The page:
What would some of the greatest writers of our time advise their younger peers? Find out here where Jonathan Franzen, Ngũgĩ wa Thiong’o, Richard Ford, Umberto Eco and seven others share their thoughts on how to make it as a writer.
“Have fun … if you’re having fun there’s a good chance that the reader will too,” is American Jonathan Franzen’s (b. 1959) most important piece of advice.
Swedish playwright Lars Norén (b. 1944) argues that writing isn’t about desire, but about necessity: “… the disappointments and the efforts are so tough that you must have an inner conviction that this is what you want.”
“Write, write, write and write again, and you will get it right.” Such is the key piece of advice from Kenyan writer Ngũgĩ wa Thiong’o (b. 1938).
American Lydia Davis (b.1947) emphasizes how important it is accept that writing can be chaotic and to put effort into making the text flow: “You learn from models, you study them, you analyse them very closely … You pick it apart.”
Remember what excited you when you were at your most impressionable, says Icelandic Sjón (b. 1962), who also urges young writers not to be embarrassed by what initially inspired you: “All of us come to culture through trash.”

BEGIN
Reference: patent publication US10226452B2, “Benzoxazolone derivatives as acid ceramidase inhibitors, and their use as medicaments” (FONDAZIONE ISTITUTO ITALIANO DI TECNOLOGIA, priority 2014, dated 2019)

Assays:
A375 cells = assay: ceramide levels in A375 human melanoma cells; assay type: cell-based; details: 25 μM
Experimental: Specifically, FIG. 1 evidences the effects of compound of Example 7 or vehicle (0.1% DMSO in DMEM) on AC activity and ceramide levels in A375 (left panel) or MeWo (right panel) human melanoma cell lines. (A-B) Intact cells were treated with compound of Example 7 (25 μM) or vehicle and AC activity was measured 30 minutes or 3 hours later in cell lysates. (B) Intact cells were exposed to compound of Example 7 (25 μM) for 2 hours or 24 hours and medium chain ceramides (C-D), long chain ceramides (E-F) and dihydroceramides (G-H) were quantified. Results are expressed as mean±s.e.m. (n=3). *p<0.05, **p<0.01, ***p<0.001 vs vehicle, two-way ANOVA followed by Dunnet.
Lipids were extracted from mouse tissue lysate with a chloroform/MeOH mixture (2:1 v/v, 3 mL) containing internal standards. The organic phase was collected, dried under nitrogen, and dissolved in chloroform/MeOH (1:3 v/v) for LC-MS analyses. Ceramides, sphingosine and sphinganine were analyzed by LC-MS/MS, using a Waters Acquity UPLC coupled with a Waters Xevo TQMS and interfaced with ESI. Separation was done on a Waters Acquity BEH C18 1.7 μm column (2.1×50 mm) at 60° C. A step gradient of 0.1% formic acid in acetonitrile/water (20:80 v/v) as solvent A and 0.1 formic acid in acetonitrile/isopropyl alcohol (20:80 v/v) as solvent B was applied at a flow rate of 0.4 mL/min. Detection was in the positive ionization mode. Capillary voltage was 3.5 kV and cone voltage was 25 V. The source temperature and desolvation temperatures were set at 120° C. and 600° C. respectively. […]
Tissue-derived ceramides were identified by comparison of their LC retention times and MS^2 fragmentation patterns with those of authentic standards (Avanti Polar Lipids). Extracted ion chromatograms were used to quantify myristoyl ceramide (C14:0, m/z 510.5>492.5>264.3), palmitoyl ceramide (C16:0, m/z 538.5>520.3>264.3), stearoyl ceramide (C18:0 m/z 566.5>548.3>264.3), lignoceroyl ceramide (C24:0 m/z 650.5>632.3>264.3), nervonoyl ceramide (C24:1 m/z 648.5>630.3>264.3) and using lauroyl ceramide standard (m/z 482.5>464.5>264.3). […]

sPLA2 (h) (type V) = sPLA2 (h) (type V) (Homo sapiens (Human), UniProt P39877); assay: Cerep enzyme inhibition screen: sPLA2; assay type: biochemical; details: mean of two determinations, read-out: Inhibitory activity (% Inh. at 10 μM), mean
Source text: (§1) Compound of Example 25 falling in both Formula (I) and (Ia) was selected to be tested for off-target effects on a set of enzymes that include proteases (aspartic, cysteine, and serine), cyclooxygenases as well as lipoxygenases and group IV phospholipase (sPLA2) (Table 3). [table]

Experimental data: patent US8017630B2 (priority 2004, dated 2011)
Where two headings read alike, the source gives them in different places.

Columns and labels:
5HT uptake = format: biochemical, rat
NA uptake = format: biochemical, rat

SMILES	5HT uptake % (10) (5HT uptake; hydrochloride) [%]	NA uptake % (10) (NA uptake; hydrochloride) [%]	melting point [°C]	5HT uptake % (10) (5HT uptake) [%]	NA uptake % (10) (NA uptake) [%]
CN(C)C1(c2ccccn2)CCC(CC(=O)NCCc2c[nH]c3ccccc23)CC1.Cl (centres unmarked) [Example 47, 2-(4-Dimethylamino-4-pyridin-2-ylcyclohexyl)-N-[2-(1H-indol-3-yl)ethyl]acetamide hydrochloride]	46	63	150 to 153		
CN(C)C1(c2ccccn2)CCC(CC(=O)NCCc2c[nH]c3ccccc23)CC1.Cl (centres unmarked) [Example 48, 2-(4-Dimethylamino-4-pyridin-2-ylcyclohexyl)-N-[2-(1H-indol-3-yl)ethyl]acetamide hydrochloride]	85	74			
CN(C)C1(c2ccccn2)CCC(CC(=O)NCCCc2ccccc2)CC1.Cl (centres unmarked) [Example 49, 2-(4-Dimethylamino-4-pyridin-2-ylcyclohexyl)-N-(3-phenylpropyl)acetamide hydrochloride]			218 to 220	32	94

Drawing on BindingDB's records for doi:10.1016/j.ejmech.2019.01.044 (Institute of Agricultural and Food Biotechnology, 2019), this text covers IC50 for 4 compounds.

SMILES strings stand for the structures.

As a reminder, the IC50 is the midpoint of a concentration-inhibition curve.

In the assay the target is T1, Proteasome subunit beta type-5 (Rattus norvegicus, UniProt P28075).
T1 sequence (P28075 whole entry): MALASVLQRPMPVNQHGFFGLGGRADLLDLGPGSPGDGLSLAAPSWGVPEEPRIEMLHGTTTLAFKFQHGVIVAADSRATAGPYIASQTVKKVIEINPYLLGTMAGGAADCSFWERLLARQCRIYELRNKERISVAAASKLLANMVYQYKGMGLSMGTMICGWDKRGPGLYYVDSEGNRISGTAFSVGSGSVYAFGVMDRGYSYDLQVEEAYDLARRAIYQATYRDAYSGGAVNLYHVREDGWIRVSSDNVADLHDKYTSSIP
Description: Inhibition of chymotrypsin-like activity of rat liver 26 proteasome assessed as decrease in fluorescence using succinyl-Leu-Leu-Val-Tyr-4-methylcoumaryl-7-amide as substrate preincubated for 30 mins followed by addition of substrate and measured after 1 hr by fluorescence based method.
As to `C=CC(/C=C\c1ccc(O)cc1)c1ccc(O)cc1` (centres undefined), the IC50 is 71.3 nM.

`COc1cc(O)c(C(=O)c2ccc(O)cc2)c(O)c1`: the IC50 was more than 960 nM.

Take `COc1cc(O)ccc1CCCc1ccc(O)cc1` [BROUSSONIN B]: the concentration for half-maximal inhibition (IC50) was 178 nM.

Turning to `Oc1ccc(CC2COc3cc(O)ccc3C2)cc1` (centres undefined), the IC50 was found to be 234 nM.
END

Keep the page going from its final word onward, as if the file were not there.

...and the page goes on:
”Build a good name,” is American rock poet Patti Smith’s (b. 1946) powerful advice, which she herself was given by legendary writer and poet William S. Burroughs: ”If you build a good name, eventually that name will be its own currency.”
Italian Umberto Eco (b. 1932) advises aspiring writers not to take themselves too seriously, and to remember that: “You’re 10 per cent inspiration and 90 per cent perspiration.”
“If you’re not talented, you shouldn’t write.” Egyptian novelist Alaa al-Aswany (b. 1957) puts it as simply as that. However, if you do have talent, you can only make a difference if writing is truly the most important thing in your life.
Norwegian Herbjørg Wassmo (b. 1942) is unambiguous in her advice to aspiring writers when she states that it quite simply takes hard work and persistence to achieve your goals: “Write, write, write!”
Becoming a writer isn’t something you should aspire to be, according to American Richard Ford (b. 1944). Making it as a writer is “a long shot,” but if you can’t talk yourself out of it, then maybe it really is your vocation.
Norwegian Kjell Askildsen (b. 1929) turns things around and argues that one simply shouldn’t take advice from anyone but rather listen to the books you love.
Interviews by Kim Skotte, Anette Dina Sørensen, Bjørn Bredal, Tonny Vorm, Marc-Christoph Wagner, Christian Lund and Kasper Bech Dyg.
For full length interviews see: http://channel.louisiana.dk/topics/literature
Produced by: Christian Lund
Edited by: Klaus Elmer
Copyright: Louisiana Channel, Louisiana Museum of Modern Art, 2016